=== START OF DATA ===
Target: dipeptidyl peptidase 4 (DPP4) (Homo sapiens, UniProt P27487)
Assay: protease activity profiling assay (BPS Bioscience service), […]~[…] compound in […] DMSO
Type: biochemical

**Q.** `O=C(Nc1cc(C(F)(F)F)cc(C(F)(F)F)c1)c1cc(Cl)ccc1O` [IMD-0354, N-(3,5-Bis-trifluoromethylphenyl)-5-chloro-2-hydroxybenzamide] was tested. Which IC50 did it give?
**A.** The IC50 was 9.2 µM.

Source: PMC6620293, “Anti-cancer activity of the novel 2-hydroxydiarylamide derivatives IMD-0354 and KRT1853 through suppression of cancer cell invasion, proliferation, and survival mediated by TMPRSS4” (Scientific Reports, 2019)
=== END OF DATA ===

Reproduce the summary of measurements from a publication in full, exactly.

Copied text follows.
Target: dipeptidyl peptidase 4 (DPP4) (Homo sapiens, UniProt P27487)
Assay: protease activity profiling assay (BPS Bioscience service), […]~[…] compound in […] DMSO
Type: biochemical

**Q.** `O=C(Nc1cc(C(F)(F)F)cc(C(F)(F)F)c1)c1cc(Cl)ccc1O` [IMD-0354, N-(3,5-Bis-trifluoromethylphenyl)-5-chloro-2-hydroxybenzamide] was tested. Which IC50 did it give?
**A.** The IC50 was 9.2 µM.

Source: PMC6620293, “Anti-cancer activity of the novel 2-hydroxydiarylamide derivatives IMD-0354 and KRT1853 through suppression of cancer cell invasion, proliferation, and survival mediated by TMPRSS4” (Scientific Reports, 2019)